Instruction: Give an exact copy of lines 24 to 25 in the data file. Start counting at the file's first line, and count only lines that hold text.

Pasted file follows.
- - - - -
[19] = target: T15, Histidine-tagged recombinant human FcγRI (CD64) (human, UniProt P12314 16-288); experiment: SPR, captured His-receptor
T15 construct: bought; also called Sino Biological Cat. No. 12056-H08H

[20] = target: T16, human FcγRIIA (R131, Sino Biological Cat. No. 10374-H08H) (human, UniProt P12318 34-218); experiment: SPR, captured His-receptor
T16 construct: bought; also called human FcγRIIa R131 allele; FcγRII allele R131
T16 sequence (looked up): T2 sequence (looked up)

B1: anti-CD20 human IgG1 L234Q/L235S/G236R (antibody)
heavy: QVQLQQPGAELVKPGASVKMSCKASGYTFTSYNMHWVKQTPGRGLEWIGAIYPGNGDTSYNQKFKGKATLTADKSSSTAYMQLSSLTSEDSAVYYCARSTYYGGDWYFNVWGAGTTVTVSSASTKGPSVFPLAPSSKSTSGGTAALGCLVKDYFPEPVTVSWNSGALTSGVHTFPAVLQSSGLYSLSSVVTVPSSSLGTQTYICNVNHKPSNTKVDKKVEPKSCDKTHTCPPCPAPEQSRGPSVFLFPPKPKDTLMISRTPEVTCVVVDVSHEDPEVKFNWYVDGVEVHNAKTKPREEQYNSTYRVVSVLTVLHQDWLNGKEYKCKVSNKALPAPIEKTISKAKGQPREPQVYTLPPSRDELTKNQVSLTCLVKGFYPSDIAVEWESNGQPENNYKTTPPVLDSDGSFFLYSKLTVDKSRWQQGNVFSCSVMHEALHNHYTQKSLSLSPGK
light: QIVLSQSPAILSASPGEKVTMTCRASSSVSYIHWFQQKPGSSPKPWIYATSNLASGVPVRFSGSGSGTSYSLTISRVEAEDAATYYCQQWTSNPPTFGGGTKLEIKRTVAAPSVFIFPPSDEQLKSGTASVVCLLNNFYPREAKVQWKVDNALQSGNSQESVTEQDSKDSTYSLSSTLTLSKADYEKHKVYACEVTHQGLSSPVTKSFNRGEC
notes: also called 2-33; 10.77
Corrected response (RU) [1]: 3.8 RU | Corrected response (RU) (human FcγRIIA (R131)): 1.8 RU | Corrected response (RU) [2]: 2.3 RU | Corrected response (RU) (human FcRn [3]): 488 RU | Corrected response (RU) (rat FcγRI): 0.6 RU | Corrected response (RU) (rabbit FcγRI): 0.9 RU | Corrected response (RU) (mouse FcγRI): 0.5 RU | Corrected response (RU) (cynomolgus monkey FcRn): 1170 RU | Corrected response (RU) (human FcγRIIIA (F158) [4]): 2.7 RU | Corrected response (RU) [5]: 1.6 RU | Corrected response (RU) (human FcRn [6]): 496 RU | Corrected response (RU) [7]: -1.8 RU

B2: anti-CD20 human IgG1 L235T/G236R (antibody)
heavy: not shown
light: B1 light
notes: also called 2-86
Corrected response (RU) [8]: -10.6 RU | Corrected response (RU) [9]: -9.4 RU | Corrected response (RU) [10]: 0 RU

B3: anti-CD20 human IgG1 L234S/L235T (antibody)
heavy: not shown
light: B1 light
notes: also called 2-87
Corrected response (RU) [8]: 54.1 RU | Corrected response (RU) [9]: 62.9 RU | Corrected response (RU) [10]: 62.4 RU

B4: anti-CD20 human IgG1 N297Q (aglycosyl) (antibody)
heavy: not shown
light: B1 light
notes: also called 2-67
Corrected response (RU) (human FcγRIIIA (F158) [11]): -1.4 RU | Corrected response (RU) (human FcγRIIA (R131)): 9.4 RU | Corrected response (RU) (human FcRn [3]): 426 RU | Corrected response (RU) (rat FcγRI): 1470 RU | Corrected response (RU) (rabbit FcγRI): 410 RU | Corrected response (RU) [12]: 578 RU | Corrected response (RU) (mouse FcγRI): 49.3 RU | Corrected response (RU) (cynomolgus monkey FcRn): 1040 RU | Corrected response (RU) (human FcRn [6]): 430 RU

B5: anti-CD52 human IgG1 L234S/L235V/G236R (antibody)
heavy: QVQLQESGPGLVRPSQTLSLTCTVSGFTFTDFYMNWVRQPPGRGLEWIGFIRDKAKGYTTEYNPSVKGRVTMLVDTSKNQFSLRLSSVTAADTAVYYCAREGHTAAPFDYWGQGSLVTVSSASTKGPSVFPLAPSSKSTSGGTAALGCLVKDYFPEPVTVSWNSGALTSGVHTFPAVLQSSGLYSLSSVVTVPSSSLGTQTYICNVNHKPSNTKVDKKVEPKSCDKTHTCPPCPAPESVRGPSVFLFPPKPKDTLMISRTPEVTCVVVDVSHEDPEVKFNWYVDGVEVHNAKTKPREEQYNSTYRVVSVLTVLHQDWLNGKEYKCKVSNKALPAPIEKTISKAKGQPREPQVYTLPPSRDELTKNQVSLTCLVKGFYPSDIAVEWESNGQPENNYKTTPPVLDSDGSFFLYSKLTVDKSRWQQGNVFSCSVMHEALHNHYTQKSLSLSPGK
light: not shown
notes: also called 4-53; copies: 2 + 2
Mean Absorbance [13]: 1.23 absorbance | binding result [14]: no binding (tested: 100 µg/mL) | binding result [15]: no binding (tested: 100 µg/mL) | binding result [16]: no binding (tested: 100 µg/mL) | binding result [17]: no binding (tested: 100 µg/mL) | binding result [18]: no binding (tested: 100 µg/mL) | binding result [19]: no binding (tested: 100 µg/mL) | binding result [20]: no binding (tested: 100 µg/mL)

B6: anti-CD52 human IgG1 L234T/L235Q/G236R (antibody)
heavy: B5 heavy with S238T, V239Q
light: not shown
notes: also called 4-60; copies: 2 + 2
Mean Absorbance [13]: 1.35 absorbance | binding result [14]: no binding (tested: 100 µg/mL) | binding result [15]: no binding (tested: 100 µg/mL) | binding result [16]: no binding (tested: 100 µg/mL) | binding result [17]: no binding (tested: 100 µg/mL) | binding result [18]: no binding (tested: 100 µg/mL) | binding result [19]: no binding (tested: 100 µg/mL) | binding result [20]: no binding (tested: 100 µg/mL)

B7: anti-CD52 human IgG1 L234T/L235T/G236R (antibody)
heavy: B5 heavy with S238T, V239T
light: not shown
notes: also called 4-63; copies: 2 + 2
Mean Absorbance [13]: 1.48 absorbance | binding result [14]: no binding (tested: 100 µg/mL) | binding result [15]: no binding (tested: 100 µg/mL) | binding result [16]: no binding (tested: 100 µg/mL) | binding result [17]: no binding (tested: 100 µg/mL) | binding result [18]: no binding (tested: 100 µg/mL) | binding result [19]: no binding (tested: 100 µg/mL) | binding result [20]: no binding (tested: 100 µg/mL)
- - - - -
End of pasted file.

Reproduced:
notes: also called 2-67
Corrected response (RU) (human FcγRIIIA (F158) [11]): -1.4 RU | Corrected response (RU) (human FcγRIIA (R131)): 9.4 RU | Corrected response (RU) (human FcRn [3]): 426 RU | Corrected response (RU) (rat FcγRI): 1470 RU | Corrected response (RU) (rabbit FcγRI): 410 RU | Corrected response (RU) [12]: 578 RU | Corrected response (RU) (mouse FcγRI): 49.3 RU | Corrected response (RU) (cynomolgus monkey FcRn): 1040 RU | Corrected response (RU) (human FcRn [6]): 430 RU